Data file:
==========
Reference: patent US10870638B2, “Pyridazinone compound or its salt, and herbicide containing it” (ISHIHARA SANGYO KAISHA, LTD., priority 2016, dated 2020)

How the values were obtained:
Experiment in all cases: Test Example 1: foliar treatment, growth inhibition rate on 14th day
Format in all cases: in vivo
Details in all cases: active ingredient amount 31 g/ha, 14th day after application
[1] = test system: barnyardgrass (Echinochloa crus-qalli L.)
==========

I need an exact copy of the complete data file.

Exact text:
Reference: patent US10870638B2, “Pyridazinone compound or its salt, and herbicide containing it” (ISHIHARA SANGYO KAISHA, LTD., priority 2016, dated 2020)

How the values were obtained:
Experiment in all cases: Test Example 1: foliar treatment, growth inhibition rate on 14th day
Format in all cases: in vivo
Details in all cases: active ingredient amount 31 g/ha, 14th day after application
[1] = test system: barnyardgrass (Echinochloa crus-qalli L.)